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Man of Steel 

Eyewitness: David Stromeyer, BCA Center

click to enlarge “Plate Rock” - MATTHEW THORSEN
  • Matthew Thorsen
  • “Plate Rock”

Just outside the BCA Center’s Church Street entrance, a hulking steel sculpture 12 feet wide transforms the street into an art site — a place where the speed of passersby intersects with the slower time of elemental materials and artistic process. The sculpture, “Facetted Rock” by David Stromeyer, is based on a small stone the artist found on his Enosburg Falls property and admired for “its geometry and outward surface, but also its being — its spirit,” he explains. “Facetted Rock” seems to approximate both qualities, even as it is something the original was not: a monolith.

At 65, Stromeyer is tall and trim, with piercing eyes set deeply under wiry eyebrows. Soft-spoken, yet possessing a certain gravity, the sculptor exudes an understated confidence as he describes his artistic process as a dialogue between himself and his chosen material, steel. Though he doesn’t hold an engineering degree, Stromeyer’s decades of experience have taught him to “read” steel, and to engineer sculptures that maximize the malleability of the medium while preserving its tremendous strength. Some of the results of those years are on view at Stromeyer’s 42-year retrospective at the BCA Center, and at the “Exposed” exhibition at the Helen Day Art Center in Stowe this summer.

Stromeyer’s deep understanding of the materiality of steel and his intuitive feel for blending form, color and shape produce works that, at their best, sing. “I’ve made something like 408 sculptures,” he says. “Probably roughly 50 percent of those are large scale. Even though I have that depth of experience, I know that when I start the 409th piece, it won’t necessarily be better than the 408th, or even better than the 300th one.”

Stromeyer works steel “cold,” meaning that the metal is unheated when he shapes it using a massive, 150-ton press. He begins his works with small-scale models, or maquettes, that he later scales to monumental size in steel. Yet for all the calculations, the outcomes don’t always satisfy him. “You get a notion that you think is good enough to go exercise on a larger scale,” the artist explains, “and it doesn’t always work out. It doesn’t always sing. It’s very hard to predict beforehand.”

Stromeyer’s process is exacting. “Pasa Doble,” a recent work sited near the center of Burlington City Hall Park, is built of four gently curving planes of steel painted in shades of blue. The work arose from experiments in Plexiglas and adhesive that Stromeyer undertook in his Austin, Texas, studio over the winter. “I wanted to twist steel,” he says, “but all you have to do with plastic is warm it up, and everything’s easy.”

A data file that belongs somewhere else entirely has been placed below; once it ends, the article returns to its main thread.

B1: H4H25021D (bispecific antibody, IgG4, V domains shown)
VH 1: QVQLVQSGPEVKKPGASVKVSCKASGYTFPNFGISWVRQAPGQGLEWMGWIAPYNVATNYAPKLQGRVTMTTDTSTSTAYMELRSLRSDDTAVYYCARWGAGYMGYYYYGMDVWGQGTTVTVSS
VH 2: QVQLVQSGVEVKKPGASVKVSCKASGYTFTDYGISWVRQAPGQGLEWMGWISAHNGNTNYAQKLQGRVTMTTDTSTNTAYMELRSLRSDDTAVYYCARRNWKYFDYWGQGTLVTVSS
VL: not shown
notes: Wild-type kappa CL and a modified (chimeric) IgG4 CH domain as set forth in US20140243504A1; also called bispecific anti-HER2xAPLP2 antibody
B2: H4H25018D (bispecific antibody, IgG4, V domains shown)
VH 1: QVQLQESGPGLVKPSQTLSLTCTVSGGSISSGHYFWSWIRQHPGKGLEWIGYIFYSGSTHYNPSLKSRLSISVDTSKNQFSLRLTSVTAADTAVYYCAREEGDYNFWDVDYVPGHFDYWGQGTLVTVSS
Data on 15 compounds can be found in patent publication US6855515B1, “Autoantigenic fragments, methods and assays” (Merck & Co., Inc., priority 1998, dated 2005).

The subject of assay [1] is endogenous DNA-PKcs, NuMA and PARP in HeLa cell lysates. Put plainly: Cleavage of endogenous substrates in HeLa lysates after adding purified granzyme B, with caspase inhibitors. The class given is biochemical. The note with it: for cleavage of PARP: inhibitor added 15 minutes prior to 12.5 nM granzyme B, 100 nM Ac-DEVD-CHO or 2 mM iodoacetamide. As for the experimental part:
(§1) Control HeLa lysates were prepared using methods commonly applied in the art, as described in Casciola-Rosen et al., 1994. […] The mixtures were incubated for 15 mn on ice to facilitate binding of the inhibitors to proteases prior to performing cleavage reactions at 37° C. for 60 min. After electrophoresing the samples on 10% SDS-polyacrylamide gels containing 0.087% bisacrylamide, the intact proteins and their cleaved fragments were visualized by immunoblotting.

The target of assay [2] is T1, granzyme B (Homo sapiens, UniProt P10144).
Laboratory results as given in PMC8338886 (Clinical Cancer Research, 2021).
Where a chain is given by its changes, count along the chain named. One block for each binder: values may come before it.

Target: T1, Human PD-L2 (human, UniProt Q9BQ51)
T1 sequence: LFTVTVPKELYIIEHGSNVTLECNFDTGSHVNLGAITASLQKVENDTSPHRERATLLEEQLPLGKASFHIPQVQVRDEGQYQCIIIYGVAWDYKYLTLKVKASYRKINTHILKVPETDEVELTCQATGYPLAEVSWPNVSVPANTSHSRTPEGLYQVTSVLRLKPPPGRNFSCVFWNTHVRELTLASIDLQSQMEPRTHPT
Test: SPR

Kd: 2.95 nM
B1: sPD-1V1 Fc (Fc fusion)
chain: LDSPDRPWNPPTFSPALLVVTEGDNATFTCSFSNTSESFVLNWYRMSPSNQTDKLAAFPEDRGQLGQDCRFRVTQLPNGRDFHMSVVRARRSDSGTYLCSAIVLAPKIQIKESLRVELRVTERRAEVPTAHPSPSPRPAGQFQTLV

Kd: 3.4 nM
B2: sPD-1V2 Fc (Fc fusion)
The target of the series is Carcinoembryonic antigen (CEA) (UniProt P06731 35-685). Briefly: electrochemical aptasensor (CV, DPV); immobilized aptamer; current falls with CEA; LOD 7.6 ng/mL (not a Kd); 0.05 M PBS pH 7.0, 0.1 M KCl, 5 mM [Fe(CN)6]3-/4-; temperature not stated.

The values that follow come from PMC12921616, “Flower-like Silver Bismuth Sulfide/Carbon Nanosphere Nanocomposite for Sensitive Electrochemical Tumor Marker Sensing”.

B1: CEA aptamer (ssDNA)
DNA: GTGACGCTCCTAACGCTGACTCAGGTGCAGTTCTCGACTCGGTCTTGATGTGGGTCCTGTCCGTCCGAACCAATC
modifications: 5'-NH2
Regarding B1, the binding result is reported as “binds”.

Naturally, twisting steel is more of a challenge. In the summer, at his studio in northern Vermont, the artist spends up to 11 hours a day turning his models into full-scale steel sculptures. “That’s where my 40 years of experience comes in,” Stromeyer explains with a smile. “I’ve done some things in steel that even the most sophisticated steel fabricators would be scratching their heads trying to figure out how to do.”

His studio is a corrugated structure perched near the crest of a hill on a panoramic, 200-acre property that Stromeyer owns with his wife, Sarah. Across the expansive property, enormous painted-steel sculptures punctuate the emerald hills. Inside the studio, lifting equipment and a metal press divide the spacious interior. This massive machinery indicates the force required to shape a seemingly intractable material into sculptures that seem light enough to dance over the fields. Stromeyer says that, despite the challenge of creating these works, he hopes they appear “effortless” when completed.

Early in his career, Stromeyer says, he clung doggedly to the manufactured forms of machined steel — industry-standard beams and sheets — but in recent years, his work has taken a more playful, fluid form. “As time went on, I wanted to push the material,” he says. “I wanted to explore its plastic quality. Steel has a great deal of ability to be manipulated … I want to push it more and see what it can do.”

In an era when art can be increasingly ephemeral (think digital and video installation), Stromeyer’s sculptures are unabashedly material. They are colorful and large, made to engage with viewers, who can walk around and often through them. The approachability of much of Stromeyer’s work may reflect a quality he values in his own life: “As I get older, I have to be more and more vigilant to keep a sense of play … and I mean play as like a kid plays … being open to their environment and whatever stimuli come along.” This is vital, he insists, to staying fresh as an artist.

As he considers his retrospective exhibition in Burlington, Stromeyer resists assigning a single “arc” to his career so far. Instead, he emphasizes the importance of staying open to ideas and inspiration. Fittingly, Stromeyer’s works invite viewers to engage his forms with curiosity, and perhaps with a joyful awe at the transformation of material into marvel.

“David Stromeyer: Equilibrium: Career Retrospective,” BCA Center, Burlington. Through September 8.

Stromeyer’s work is also included in the “Exposed” exhibition at the Helen Day Art Center in Stowe, July 13 through October 12.,

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